There was no snow like last year, but the awesome weather from 2 days ago turned into thunder-storms and lots of rain. We hung out in the car for a bit after watching the half go off at 9, and for the first time since early June, I did a warm-up for something. I made the mistake of thinking my slower pace at the start of the half would serve as my warm-up last year, and I suffered for 5 miles before finally finding a rythm. I only did a mile and a half. If I would've done more, I'd risk too much fatigue in the race, since my mileage has been so I was warmed up. A little.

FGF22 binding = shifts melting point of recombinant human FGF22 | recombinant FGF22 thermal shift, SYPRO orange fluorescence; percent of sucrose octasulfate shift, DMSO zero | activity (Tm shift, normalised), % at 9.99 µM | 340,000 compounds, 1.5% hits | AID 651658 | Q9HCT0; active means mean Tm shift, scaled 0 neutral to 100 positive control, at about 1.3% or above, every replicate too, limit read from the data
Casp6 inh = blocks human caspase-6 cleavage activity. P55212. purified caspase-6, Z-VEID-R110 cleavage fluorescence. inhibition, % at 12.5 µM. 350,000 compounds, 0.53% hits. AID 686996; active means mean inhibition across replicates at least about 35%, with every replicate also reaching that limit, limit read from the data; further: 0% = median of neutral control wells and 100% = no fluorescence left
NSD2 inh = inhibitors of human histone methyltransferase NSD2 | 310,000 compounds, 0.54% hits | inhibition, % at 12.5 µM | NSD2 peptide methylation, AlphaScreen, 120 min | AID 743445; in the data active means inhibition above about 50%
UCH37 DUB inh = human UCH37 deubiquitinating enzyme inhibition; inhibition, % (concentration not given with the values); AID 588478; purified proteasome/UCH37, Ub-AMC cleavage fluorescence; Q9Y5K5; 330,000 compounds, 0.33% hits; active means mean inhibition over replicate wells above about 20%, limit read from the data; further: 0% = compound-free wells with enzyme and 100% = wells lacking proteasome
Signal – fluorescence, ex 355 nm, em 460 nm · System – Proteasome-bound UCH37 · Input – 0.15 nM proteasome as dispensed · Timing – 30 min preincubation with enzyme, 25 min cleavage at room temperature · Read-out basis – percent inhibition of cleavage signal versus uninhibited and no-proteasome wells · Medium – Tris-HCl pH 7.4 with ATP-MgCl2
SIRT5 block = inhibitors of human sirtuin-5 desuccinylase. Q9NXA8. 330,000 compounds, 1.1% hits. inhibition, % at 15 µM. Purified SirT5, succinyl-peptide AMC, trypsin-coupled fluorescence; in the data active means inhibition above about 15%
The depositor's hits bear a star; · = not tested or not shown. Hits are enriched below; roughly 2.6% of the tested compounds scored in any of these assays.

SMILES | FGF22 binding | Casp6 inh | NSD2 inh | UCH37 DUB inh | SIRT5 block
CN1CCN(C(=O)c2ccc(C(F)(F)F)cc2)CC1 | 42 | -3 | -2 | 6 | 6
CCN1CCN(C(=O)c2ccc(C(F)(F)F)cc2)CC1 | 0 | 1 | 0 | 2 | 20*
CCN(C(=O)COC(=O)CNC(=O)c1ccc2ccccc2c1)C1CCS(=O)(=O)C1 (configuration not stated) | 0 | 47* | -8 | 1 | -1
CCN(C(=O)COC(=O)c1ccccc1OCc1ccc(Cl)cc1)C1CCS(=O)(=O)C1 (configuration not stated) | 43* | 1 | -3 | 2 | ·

The uphill start proved to be taxing again, but no 5k runners took off as expected in front of us. I ran with Mike Keck past the 5k turn in 2nd place, and leading the 5k runners, which was a huge surprise. I wanted to find a decent mix of aggressiveness and conservation with my pace, not having pushed for more than 3 miles since I've began running again. When we made a left onto the singletrack 10-11 minutes in, that was the first time I had a mental break. Running for 2nd now, which was still better than I thought I'd do. Mike forced a gap of about 12 seconds by the half way, but as far as I could tell, we'd seperated from the field. A minute or two later, he took off up a steep hill and pulled out of sight. Even though I'd stayed closer than I thought I would to that point, this was the second time I thought the race was over. I went up the hill as well I could, and then things changed a bit. I hit the downhills, twists and turns, and quickly made up the 12 second gap. Between mile 4 and 5 I was still 2nd, but the gap was less than a second, and I was feeling good. A smile even crossed my lips at some point in there. The problem was, Mike was feeling good too. After the re-crossing of the bridge at Fallen Leaf, he decided to run atop the wall rather than slow step the wet stairs at the end of the bridge. He put 10 yards on me there, but that was it. I caught up, and when I saw the yellow aspens we'd passed the first mile, I made my move.